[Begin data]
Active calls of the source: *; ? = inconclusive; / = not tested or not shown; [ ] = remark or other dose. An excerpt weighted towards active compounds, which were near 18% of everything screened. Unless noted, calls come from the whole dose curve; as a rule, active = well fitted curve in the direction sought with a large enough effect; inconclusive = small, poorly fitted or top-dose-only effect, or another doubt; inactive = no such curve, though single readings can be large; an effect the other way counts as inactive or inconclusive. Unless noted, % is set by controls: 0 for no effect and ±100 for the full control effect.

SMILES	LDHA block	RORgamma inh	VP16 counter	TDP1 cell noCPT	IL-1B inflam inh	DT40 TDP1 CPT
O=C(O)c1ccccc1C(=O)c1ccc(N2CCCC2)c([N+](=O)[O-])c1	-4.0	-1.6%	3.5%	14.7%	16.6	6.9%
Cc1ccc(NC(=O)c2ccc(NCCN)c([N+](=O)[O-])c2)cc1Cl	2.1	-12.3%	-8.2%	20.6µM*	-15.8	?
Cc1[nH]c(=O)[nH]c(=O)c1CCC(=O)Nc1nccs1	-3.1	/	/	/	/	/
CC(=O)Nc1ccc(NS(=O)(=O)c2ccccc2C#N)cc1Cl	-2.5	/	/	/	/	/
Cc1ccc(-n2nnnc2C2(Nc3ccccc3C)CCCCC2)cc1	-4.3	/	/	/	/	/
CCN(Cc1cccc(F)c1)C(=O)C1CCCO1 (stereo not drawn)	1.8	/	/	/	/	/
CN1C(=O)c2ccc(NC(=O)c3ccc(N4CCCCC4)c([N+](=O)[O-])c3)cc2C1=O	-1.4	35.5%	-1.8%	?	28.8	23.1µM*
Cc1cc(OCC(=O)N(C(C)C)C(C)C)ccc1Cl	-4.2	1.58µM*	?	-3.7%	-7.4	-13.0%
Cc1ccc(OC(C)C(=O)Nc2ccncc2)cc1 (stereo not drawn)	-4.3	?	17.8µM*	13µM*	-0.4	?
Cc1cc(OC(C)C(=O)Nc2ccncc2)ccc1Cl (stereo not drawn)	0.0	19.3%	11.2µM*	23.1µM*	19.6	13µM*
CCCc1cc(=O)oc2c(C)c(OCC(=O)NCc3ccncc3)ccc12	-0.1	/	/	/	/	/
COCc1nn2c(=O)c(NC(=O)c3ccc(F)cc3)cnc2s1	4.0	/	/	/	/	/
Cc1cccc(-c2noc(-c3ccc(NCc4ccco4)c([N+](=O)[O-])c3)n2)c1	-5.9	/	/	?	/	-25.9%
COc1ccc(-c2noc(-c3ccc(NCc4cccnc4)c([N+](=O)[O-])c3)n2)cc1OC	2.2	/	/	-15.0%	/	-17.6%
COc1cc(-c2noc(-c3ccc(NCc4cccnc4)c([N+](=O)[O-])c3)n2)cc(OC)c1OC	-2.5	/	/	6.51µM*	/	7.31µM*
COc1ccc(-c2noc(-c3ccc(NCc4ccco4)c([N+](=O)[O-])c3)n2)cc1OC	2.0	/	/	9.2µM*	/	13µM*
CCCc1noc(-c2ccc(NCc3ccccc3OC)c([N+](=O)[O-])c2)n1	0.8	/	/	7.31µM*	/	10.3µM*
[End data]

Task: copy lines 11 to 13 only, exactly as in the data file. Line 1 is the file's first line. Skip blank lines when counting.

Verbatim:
Cc1ccc(OC(C)C(=O)Nc2ccncc2)cc1 (stereo not drawn)	-4.3	?	17.8µM*	13µM*	-0.4	?
Cc1cc(OC(C)C(=O)Nc2ccncc2)ccc1Cl (stereo not drawn)	0.0	19.3%	11.2µM*	23.1µM*	19.6	13µM*
CCCc1cc(=O)oc2c(C)c(OCC(=O)NCc3ccncc3)ccc12	-0.1	/	/	/	/	/